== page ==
Hundreds of people undoubtedly believed and will believe in spirits. But I,
writing this letter with the aim of offering my services to Your Excellency
and to my native land, am obligated to tell you the entire truth without
concealment. And thus I must confess that three-quarters of the time the
spirits spoke and answered in my words and out of my considerations, for the
success of my own plans. Rarely, very rarely, did I fail, by means of this
little trap, to discover people's hopes, plans and secrets.... I have played
every role, I am able to represent myself as any person you may wish.” (p.
Were the Theosophical world to take note of this discovery in the Central
State Archives of the October Revolution in Moscow, it would be seen as a
bombshell exploding the hagiographic interpretation of the founder's early
life. But it is likely to pass unnoticed. Her description in this letter of
her activities in the 1850s and 1860s corresponds accurately to the portrait
that has emerged in the present investigation. Quite striking, however, is
her apparent willingness to violate the trust of the same men she was later
to mythologize as Masters. Nevertheless, according to Carlson, the Russian
government rejected her offer, and no evidence has been found to confirm
that she ever became a secret agent for her native country. She did,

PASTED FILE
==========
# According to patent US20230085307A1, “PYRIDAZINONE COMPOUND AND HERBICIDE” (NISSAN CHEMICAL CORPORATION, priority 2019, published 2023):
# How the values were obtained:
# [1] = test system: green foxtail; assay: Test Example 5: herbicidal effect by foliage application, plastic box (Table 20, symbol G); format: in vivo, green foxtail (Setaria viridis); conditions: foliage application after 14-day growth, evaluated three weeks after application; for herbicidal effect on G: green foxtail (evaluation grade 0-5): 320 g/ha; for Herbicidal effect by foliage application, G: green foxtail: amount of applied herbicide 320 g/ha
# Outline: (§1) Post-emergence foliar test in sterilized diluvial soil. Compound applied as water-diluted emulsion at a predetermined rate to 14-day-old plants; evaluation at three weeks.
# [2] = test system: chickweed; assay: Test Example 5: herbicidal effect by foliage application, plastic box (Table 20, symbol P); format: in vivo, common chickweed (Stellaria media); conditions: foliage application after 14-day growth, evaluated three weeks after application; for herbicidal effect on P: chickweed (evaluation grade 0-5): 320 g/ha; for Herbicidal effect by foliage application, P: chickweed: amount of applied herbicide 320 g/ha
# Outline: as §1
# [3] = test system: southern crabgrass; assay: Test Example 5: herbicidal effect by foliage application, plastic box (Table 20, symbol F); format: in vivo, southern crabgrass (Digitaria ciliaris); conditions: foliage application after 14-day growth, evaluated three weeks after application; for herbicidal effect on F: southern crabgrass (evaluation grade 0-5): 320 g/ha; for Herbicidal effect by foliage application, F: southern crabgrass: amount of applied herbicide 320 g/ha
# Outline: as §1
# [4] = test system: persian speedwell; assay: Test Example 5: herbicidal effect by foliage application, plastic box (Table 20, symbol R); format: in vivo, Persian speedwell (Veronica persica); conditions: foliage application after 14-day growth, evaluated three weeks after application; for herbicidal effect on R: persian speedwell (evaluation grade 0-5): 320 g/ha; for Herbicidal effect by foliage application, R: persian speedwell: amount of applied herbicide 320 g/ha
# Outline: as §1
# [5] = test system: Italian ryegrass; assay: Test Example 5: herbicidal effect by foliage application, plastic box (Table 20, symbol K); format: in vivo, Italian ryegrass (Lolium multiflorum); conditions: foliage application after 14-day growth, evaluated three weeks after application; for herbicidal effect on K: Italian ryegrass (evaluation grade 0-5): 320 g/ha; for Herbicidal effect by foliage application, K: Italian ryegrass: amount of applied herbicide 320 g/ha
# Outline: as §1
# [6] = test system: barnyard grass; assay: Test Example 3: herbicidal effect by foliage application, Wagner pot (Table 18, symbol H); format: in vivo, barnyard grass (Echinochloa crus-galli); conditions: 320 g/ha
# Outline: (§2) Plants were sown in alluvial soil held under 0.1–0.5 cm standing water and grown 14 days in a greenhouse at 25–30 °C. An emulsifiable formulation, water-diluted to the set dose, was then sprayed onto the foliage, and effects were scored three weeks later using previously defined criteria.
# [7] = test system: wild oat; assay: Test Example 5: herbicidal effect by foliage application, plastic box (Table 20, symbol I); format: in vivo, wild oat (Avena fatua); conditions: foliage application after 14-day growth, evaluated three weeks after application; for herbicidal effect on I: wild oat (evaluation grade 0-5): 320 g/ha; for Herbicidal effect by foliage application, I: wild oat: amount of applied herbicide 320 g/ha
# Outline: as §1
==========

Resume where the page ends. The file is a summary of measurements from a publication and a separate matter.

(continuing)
however, become a secret informant of the
British government, but not until fifteen years after her offer to St.
Petersburg was rejected.
This ends the quote that begins Part 3.
The rest of Part 3 deals with suspicions by the British concerning HPB's
possible involvement as a Russian Spy, her unfortunate involvement in an
effort to stop an Indian uprising that could only have resulted in the death
of many of India's poor turned to desperation, Hume's involvement in the
whole mess, and hearsay nonsense surrounding what is called "An Occult
This gives the people who have not read the book a sense of what it is
about. The TMR is basically a house of cards where if the 1872 Spy letter
is removed, the whole thing collapses. The Spy letter helps to establish a
state of mind for HPB just prior for her leaving to America and establishing
the Theosophical Society. At one point the book uses the Spy Letter to
blunt or dismiss HPB's contempt for the whole field of politics. TMR quotes
from "The Letters of HPB to AP Sinnett", Letter LXXXVIII, where HPB laments
at being drawn into the political world due to the above mentioned plot.
From TMR we then read the glib comment: "This Letter suggest HPB's ethics
and sense of responsibility had evolved considerably since her 1872 offer to
the Third Section."
If we are to speak of responsibility, before using the 1872 letter to club
HPB over the head with, perhaps it would have been responsible to make some
effort towards its verification. To my knowledge there has been no effort
to verify this letter before or since. How can you then in good conscience
write a book around it, especially when so much of the book is put together
with thinly supported accounts? But then if one was to try and verify the
letter and fail, that would sure put the breaks on a sensationalistic book!
Perhaps it was best to leave well enough alone.
I don't think we need professors to tell us whether this book has merit or
not. It seems that we can decide that perfectly well on our own.
Take advantage of powerful junk e-mail filters built on patented Microsoft®
Start enjoying all the benefits of MSN® Premium right now and get the
first two months FREE*.
[Back to Top]
Dedicated to the Theosophical Philosophy and its Practical Application